Skip navigation

Monthly Archives: October 2009

Authors note: For those who would still want to press charges after all these years, I’d say this was a work of fiction. For everyone else, I solemnly swear the following events are true to the best of my memory.

By Reid Wright

It was the crisp and colorful fall of 1999 — our junior year in high school.

Back then, my generation was a dangerous concoction of brains, hormones and rebel spirit. We weren’t malicious in our actions, we just loved to have fun as much as we loathed authority.

The four of us were a motley bunch of friends — a kind of a social asteroid formed from the leftovers of all the other high school cliques.

We often threw parties out in the boonies with enough booze for 50 people. No one would show up, so we’d drink it all ourselves and wake up in our sleeping bags covered in frost and vomit, unable to piece together the previous night’s events.

Cody chased pretty girls with the fervor of the young track star he was (and for reasons that baffled the rest of us, he often got them). Joe was always in search of enlightenment and new ways to freak the shit out of the rest of us with his wicked-smart antics. Russell sought notoriety and popularity at his new school in a larger town nearby. I guess I was just along for the ride.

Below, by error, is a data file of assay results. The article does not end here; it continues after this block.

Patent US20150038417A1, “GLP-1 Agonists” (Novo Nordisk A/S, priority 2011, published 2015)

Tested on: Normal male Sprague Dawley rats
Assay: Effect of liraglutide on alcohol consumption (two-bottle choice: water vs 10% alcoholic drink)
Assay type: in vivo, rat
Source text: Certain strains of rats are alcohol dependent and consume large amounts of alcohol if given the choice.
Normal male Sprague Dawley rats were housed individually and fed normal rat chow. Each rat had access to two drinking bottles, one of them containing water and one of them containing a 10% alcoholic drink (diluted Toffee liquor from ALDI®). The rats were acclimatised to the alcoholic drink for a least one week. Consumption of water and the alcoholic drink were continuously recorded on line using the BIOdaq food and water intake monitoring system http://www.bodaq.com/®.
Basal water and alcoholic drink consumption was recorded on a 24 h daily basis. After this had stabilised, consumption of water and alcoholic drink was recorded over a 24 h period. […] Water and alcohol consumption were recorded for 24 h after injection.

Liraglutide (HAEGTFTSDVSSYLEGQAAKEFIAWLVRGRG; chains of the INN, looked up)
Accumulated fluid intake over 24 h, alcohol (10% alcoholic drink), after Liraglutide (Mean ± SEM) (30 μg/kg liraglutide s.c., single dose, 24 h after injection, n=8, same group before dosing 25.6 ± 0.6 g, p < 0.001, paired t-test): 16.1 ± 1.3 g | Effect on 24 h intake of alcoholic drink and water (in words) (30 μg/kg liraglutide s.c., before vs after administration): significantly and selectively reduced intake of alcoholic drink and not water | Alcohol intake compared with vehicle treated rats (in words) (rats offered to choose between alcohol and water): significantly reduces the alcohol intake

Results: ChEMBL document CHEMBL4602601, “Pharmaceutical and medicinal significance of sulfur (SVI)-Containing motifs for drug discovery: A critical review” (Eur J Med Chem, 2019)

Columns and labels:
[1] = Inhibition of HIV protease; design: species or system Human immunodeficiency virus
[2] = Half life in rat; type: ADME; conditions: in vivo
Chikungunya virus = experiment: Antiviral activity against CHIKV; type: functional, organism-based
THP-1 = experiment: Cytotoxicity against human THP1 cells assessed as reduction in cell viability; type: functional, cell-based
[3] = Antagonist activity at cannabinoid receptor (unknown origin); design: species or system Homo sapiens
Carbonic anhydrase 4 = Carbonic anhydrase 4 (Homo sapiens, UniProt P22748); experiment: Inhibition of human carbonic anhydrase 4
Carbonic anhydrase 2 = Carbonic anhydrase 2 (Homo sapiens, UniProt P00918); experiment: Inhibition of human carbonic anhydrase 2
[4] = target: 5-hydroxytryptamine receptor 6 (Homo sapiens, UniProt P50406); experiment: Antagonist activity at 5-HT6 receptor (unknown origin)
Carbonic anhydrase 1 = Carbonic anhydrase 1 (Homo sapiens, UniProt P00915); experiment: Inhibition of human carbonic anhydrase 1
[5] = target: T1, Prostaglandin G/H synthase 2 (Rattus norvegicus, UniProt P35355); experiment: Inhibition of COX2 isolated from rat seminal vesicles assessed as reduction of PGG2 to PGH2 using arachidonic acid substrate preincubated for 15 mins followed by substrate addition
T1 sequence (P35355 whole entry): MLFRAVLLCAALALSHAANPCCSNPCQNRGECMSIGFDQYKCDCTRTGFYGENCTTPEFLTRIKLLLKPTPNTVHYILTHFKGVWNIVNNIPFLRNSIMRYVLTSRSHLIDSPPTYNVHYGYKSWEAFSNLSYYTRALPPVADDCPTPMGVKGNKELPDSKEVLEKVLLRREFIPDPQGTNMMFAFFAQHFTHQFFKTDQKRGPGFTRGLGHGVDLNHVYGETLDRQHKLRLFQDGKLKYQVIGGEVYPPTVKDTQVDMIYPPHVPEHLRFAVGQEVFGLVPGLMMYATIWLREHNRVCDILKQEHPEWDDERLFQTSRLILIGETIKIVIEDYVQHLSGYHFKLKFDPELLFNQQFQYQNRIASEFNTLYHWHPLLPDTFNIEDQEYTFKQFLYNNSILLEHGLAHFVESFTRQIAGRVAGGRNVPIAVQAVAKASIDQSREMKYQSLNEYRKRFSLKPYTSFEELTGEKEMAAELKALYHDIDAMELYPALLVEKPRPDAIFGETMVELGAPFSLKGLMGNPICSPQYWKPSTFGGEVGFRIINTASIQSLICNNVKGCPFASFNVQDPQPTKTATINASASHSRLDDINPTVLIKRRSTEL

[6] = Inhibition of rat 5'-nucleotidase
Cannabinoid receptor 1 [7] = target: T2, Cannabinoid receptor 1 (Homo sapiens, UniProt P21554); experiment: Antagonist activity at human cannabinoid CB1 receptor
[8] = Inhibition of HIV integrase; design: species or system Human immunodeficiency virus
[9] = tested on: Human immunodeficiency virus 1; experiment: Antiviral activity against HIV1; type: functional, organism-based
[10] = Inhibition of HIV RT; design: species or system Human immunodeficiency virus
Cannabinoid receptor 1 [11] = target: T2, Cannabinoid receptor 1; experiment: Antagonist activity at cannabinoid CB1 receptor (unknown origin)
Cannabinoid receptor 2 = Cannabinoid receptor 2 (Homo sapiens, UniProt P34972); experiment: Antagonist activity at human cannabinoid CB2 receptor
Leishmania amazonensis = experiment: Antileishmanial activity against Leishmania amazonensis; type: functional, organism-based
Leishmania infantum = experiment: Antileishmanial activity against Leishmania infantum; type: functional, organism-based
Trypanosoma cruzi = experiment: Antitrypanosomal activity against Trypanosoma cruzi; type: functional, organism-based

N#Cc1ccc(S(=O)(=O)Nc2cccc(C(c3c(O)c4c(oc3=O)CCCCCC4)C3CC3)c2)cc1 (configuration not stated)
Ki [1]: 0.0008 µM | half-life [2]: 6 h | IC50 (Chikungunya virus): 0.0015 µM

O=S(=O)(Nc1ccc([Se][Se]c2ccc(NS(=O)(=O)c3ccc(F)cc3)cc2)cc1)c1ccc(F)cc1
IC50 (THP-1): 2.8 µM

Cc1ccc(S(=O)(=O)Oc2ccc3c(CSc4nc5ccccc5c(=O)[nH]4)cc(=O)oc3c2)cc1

We always wanted to throw an epic party that would go down in the history books. That Halloween, the winds of chaos shifted in our favor and we got our chance.

We gathered our customary shopping cart full of liquor and headed out to a local haunted house located miles out of town where the bean fields drop off into the dusty canyon of the ancients.

The abandoned house was massive but only halfway built. Rural legend had it that a man was building his dream home on an ancient Indian burial ground. In the midst of construction, he was driven mad by Anasazi spirits. He slaughtered his family and hung himself from a beam inside the house.

I liked a good ghost story, but I didn’t buy it.

As the sun went down, we set up the bar and chatted with a young cowpoke who happened to be there nursing his own bottle. He said he and his buddies sometimes used the house as target practice, returning a few days later to discover the bullet holes in the stucco walls had healed up. At night, sounds of construction could be heard coming from the house.

It grew dark, and we drank on, not really expecting anyone to show up. We were surprised when a pair of headlights emerged over the distant hill. Then, another pair and another.

We climbed up to the second floor and began counting. 60 cars full of high school kids showed up. Even the cheerleading squad was there.

We cranked up the music and passed out the drinks. It turned into a hell of a good time. I even had a cheerleader coming on to me.

The girls got cold and Russell the backpacker decided it would be a good idea to build a campfire inside the house. Sure, red flags went up and I thought it was a bad idea, but then he and Joe drug over some bags of dried concrete and dumped them out on the wooden floor to build the fire on top.

The room warmed up with an orange glow. I went back to my cheerleader and was thrilled when she leaned across me to get a better look out the window and her breasts touched my leg.